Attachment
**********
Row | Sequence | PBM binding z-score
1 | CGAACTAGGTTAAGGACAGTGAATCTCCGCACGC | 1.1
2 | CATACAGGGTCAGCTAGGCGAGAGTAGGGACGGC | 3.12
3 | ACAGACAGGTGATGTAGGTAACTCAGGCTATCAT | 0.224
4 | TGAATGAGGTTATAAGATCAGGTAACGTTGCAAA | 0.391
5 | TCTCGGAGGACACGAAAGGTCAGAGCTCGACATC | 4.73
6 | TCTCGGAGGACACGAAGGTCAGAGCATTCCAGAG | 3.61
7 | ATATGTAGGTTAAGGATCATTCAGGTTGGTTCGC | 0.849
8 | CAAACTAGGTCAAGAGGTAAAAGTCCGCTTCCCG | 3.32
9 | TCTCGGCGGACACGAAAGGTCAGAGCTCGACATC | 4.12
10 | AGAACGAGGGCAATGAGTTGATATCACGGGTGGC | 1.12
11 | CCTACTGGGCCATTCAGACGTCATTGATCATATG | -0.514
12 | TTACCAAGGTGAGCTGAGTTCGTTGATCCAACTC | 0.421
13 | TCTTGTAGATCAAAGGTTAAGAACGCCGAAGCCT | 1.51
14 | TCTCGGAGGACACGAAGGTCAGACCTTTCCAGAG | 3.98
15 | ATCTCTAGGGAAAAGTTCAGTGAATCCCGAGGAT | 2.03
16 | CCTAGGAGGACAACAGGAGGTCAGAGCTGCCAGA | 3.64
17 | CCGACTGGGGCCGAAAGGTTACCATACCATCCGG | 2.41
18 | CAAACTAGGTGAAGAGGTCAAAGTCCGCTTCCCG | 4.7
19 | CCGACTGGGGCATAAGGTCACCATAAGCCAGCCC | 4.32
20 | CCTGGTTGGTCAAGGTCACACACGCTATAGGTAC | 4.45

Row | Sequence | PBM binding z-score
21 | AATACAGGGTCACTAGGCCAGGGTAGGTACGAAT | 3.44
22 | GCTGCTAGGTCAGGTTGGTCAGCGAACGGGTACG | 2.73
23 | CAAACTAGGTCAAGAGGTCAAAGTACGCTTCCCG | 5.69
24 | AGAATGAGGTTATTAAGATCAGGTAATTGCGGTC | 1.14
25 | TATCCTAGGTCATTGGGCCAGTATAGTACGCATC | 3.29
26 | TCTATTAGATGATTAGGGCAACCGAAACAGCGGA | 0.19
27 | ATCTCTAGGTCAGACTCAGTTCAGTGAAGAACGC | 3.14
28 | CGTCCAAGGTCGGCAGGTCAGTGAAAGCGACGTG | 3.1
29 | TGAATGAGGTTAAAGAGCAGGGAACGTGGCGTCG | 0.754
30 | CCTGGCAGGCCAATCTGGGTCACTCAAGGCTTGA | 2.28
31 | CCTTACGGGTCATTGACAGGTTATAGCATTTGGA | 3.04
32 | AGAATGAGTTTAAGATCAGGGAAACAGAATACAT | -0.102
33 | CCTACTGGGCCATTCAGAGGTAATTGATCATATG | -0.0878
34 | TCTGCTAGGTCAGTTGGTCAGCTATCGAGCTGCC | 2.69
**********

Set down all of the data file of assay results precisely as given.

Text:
Row | Sequence | PBM binding z-score
1 | CGAACTAGGTTAAGGACAGTGAATCTCCGCACGC | 1.1
2 | CATACAGGGTCAGCTAGGCGAGAGTAGGGACGGC | 3.12
3 | ACAGACAGGTGATGTAGGTAACTCAGGCTATCAT | 0.224
4 | TGAATGAGGTTATAAGATCAGGTAACGTTGCAAA | 0.391
5 | TCTCGGAGGACACGAAAGGTCAGAGCTCGACATC | 4.73
6 | TCTCGGAGGACACGAAGGTCAGAGCATTCCAGAG | 3.61
7 | ATATGTAGGTTAAGGATCATTCAGGTTGGTTCGC | 0.849
8 | CAAACTAGGTCAAGAGGTAAAAGTCCGCTTCCCG | 3.32
9 | TCTCGGCGGACACGAAAGGTCAGAGCTCGACATC | 4.12
10 | AGAACGAGGGCAATGAGTTGATATCACGGGTGGC | 1.12
11 | CCTACTGGGCCATTCAGACGTCATTGATCATATG | -0.514
12 | TTACCAAGGTGAGCTGAGTTCGTTGATCCAACTC | 0.421
13 | TCTTGTAGATCAAAGGTTAAGAACGCCGAAGCCT | 1.51
14 | TCTCGGAGGACACGAAGGTCAGACCTTTCCAGAG | 3.98
15 | ATCTCTAGGGAAAAGTTCAGTGAATCCCGAGGAT | 2.03
16 | CCTAGGAGGACAACAGGAGGTCAGAGCTGCCAGA | 3.64
17 | CCGACTGGGGCCGAAAGGTTACCATACCATCCGG | 2.41
18 | CAAACTAGGTGAAGAGGTCAAAGTCCGCTTCCCG | 4.7
19 | CCGACTGGGGCATAAGGTCACCATAAGCCAGCCC | 4.32
20 | CCTGGTTGGTCAAGGTCACACACGCTATAGGTAC | 4.45

Row | Sequence | PBM binding z-score
21 | AATACAGGGTCACTAGGCCAGGGTAGGTACGAAT | 3.44
22 | GCTGCTAGGTCAGGTTGGTCAGCGAACGGGTACG | 2.73
23 | CAAACTAGGTCAAGAGGTCAAAGTACGCTTCCCG | 5.69
24 | AGAATGAGGTTATTAAGATCAGGTAATTGCGGTC | 1.14
25 | TATCCTAGGTCATTGGGCCAGTATAGTACGCATC | 3.29
26 | TCTATTAGATGATTAGGGCAACCGAAACAGCGGA | 0.19
27 | ATCTCTAGGTCAGACTCAGTTCAGTGAAGAACGC | 3.14
28 | CGTCCAAGGTCGGCAGGTCAGTGAAAGCGACGTG | 3.1
29 | TGAATGAGGTTAAAGAGCAGGGAACGTGGCGTCG | 0.754
30 | CCTGGCAGGCCAATCTGGGTCACTCAAGGCTTGA | 2.28
31 | CCTTACGGGTCATTGACAGGTTATAGCATTTGGA | 3.04
32 | AGAATGAGTTTAAGATCAGGGAAACAGAATACAT | -0.102
33 | CCTACTGGGCCATTCAGAGGTAATTGATCATATG | -0.0878
34 | TCTGCTAGGTCAGTTGGTCAGCTATCGAGCTGCC | 2.69